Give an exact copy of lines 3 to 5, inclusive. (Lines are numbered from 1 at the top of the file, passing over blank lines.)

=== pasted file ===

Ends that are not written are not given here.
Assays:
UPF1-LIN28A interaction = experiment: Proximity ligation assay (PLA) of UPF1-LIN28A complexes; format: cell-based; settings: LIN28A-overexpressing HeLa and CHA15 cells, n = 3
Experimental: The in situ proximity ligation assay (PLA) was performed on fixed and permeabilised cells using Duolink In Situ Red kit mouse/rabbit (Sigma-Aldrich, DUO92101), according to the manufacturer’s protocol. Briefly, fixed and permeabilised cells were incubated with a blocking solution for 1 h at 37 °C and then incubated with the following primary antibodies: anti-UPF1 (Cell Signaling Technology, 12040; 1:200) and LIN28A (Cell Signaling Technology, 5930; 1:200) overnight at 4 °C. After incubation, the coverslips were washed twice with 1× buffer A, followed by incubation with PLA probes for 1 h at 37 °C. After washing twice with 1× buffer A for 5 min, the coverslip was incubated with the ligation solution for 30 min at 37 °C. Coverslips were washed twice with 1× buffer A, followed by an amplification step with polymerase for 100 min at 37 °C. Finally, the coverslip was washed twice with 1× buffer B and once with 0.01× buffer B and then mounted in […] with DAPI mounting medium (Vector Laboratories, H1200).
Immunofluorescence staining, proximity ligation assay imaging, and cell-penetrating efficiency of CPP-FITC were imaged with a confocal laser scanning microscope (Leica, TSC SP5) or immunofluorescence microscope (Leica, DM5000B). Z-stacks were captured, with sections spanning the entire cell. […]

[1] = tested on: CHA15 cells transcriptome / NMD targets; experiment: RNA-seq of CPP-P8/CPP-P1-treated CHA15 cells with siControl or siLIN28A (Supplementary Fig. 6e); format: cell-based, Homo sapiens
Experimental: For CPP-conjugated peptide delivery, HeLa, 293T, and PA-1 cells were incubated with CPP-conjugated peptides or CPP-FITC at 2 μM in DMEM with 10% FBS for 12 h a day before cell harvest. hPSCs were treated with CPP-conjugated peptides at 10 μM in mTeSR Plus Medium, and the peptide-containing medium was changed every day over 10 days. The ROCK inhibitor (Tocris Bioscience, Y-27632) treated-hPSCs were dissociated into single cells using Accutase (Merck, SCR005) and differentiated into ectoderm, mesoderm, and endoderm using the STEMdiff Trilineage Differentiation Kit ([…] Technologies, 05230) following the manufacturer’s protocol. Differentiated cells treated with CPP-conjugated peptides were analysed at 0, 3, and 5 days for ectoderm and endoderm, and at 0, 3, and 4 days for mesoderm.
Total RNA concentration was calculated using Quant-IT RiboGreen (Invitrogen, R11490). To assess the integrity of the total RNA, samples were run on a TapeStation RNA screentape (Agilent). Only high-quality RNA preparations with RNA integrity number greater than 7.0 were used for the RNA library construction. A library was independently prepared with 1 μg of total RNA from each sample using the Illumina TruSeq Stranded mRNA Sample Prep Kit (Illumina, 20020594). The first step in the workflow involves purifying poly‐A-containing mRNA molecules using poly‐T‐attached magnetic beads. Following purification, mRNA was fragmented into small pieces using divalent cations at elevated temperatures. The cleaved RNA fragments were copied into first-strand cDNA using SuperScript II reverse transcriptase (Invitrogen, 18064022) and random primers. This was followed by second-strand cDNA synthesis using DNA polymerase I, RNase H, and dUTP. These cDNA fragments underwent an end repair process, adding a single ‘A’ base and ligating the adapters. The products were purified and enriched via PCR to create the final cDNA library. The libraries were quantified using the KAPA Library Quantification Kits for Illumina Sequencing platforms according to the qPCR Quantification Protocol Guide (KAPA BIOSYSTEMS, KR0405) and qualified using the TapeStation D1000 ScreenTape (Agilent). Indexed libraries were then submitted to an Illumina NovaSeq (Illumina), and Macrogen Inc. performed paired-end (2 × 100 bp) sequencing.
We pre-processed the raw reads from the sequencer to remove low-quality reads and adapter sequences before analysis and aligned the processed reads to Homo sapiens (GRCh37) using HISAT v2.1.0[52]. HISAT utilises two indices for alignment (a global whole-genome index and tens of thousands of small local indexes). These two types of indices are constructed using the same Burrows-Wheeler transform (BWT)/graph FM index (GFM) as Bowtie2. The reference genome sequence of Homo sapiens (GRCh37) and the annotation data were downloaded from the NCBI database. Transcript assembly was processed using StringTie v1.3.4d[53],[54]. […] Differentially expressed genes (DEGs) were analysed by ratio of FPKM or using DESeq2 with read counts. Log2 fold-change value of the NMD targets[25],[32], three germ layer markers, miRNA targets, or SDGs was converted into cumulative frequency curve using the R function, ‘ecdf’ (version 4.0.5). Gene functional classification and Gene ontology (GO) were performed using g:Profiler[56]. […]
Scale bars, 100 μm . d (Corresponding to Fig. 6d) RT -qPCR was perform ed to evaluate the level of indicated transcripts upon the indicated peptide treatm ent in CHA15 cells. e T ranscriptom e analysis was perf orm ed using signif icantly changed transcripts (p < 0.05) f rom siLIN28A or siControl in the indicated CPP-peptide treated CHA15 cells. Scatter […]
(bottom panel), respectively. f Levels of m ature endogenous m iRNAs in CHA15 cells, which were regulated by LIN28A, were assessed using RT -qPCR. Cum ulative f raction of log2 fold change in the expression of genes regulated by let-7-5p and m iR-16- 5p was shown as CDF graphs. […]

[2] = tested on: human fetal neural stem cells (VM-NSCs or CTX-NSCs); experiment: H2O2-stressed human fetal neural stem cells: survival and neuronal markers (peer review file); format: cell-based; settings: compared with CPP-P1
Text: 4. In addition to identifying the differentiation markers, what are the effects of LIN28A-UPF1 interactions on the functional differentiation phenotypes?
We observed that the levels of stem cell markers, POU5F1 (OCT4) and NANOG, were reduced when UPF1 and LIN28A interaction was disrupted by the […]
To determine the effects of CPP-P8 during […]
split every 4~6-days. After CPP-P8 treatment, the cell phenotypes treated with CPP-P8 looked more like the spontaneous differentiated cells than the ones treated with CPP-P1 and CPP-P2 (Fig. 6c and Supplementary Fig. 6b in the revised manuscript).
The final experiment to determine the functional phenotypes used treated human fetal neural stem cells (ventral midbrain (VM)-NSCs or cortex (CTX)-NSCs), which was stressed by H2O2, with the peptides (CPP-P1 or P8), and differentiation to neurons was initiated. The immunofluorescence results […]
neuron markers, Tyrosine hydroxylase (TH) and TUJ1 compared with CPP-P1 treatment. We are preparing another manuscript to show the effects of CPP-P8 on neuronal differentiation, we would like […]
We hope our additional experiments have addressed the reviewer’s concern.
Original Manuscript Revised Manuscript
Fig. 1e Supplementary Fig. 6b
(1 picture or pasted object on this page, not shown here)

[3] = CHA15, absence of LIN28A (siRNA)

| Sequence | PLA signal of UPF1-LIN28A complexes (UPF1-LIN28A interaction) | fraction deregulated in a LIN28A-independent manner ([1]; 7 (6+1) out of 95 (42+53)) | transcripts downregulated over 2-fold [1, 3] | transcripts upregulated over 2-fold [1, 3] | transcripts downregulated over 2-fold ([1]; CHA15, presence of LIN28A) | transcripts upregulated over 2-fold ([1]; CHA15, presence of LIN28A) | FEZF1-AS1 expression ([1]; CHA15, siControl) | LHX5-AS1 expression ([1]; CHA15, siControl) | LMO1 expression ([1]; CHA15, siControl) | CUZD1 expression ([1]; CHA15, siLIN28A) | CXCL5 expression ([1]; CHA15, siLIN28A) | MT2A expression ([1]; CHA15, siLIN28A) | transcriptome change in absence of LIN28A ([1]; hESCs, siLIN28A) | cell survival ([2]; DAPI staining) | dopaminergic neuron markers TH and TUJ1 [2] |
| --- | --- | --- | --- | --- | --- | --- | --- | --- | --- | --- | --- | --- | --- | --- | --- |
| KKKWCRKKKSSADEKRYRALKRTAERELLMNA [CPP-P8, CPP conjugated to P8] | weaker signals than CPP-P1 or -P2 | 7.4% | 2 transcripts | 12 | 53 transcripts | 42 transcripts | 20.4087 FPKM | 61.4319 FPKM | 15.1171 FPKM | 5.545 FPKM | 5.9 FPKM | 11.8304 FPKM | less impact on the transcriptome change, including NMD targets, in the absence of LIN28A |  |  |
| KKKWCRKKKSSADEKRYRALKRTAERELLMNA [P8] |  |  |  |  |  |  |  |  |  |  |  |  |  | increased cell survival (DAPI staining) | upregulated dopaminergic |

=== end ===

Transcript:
UPF1-LIN28A interaction = experiment: Proximity ligation assay (PLA) of UPF1-LIN28A complexes; format: cell-based; settings: LIN28A-overexpressing HeLa and CHA15 cells, n = 3
Experimental: The in situ proximity ligation assay (PLA) was performed on fixed and permeabilised cells using Duolink In Situ Red kit mouse/rabbit (Sigma-Aldrich, DUO92101), according to the manufacturer’s protocol. Briefly, fixed and permeabilised cells were incubated with a blocking solution for 1 h at 37 °C and then incubated with the following primary antibodies: anti-UPF1 (Cell Signaling Technology, 12040; 1:200) and LIN28A (Cell Signaling Technology, 5930; 1:200) overnight at 4 °C. After incubation, the coverslips were washed twice with 1× buffer A, followed by incubation with PLA probes for 1 h at 37 °C. After washing twice with 1× buffer A for 5 min, the coverslip was incubated with the ligation solution for 30 min at 37 °C. Coverslips were washed twice with 1× buffer A, followed by an amplification step with polymerase for 100 min at 37 °C. Finally, the coverslip was washed twice with 1× buffer B and once with 0.01× buffer B and then mounted in […] with DAPI mounting medium (Vector Laboratories, H1200).
Immunofluorescence staining, proximity ligation assay imaging, and cell-penetrating efficiency of CPP-FITC were imaged with a confocal laser scanning microscope (Leica, TSC SP5) or immunofluorescence microscope (Leica, DM5000B). Z-stacks were captured, with sections spanning the entire cell. […]